It is almost three years since this was published, just as the financial and political crisis was becoming public knowledge. It is even more true in 2011, as the EU and US stumble towards their own default crises. Nothing that the banks or politicians have done has changed this blunt analysis.
Only the numbers are different. They're now much bigger. Politicians are finally using the default word. And it's not just corporations at risk, but whole countries.
The $700 Bln bailout is not about US cash. The U.S. is a
debtor nation. The cash for the bailout has to be borrowed, primarily
from the Japanese and Chinese.
According to one person
I've spoken to who knows the top Japan and China banking regulators,
they are not happy about the U.S. p***ing their money up the wall.
The better informed congressmen have lines of communication to the Chinese & Japanese and know they can't sell it.
Bush in Tuesday's speech insisted the toxic assets could, if held for some years, be sold at a profit.
plain rubbish. If that was the case, there would be no need for a
bailout. Banks could just sit on their assets until they recover in
value. The problem is, they were so wildly overvalued, they are not
going to recover in value.
How were they so wildly overvalued. You won't read it in the FT or hear it on the BBC but clearly the answer is lies and fraud.
A default crisis
is not a liquidity crisis. On Tuesday night, European banks deposited
well over 100 Billion euros at the ECB. The banks were not prepared to
leave their money for one night in a retail bank. Perhaps, they know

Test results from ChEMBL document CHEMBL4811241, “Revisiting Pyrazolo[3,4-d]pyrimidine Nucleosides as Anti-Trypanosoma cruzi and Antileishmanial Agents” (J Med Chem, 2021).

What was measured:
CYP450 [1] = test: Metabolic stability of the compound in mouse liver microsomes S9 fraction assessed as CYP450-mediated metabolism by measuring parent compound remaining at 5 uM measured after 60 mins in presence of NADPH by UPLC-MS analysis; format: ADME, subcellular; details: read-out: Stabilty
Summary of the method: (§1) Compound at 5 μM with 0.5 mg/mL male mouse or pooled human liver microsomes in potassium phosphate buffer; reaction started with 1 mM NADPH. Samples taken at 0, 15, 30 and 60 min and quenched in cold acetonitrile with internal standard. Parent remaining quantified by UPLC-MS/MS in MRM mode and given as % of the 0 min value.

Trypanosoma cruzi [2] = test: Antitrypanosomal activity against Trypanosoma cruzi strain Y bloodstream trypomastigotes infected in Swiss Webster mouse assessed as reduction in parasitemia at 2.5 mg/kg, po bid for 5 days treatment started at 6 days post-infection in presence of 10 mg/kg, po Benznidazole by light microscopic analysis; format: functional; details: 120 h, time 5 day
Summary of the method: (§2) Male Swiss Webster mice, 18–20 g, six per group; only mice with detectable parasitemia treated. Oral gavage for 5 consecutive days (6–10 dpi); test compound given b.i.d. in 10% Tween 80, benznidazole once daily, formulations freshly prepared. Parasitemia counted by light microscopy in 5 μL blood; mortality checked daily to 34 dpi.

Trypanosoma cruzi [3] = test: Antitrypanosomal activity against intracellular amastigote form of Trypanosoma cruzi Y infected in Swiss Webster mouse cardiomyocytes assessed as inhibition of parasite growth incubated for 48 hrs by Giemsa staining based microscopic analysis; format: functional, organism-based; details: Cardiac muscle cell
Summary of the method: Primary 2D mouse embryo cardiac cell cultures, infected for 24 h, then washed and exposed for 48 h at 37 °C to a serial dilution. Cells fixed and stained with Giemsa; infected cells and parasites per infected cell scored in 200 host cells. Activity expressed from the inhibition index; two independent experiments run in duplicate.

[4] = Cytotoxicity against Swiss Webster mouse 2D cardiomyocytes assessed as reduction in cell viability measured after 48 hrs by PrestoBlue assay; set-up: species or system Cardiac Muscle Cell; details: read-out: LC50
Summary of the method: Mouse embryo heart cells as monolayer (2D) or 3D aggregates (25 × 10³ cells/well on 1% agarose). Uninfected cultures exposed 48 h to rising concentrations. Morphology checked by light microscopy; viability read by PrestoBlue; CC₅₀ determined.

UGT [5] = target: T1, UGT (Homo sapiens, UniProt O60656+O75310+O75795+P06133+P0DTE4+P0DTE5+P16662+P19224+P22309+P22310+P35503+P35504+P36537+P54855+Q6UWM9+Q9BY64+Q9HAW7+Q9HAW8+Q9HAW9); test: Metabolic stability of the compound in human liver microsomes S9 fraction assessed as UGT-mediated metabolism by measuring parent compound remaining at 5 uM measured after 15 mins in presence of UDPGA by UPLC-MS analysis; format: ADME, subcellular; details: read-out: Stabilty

something we don't?
If the banks deposited E100 Bln
there is no shortage of cash. The point is they won't lend it. Not to
each other, not to companies, not to home buyers, except at rates which
make a mockery of the word 'lending'.
This is a default crisis. Banks and large corporations are going to default. The banks know that. The public do not yet.
Paulson, the dour looking ex-Goldman Sachs trader worth $500 Mln, says
there is no alternative to buying the banks failed betting slips.
are several alternatives. One is to let the Japanese and Chinese buy
the US's failed investment banks. They already own large chunks but
politically the US cannot stomach Asia buying the Ivy League banks.
their assets. In 1998 the IMF told Russia that it should not bail out
its banks. Ten years later the IMF is encouraging the US to do just
that. One rule for the emerging markets, another for the Masters of the
Russia dealt with illiquid banks by knocking
their heads together and forcing them to swap assets at knockdown
prices. Washington does not have the balls for that. It proposes using
taxpayers money to buy assets the banks don't want. It is a
recapitalisation of the banks by stealth and lie.
God help us.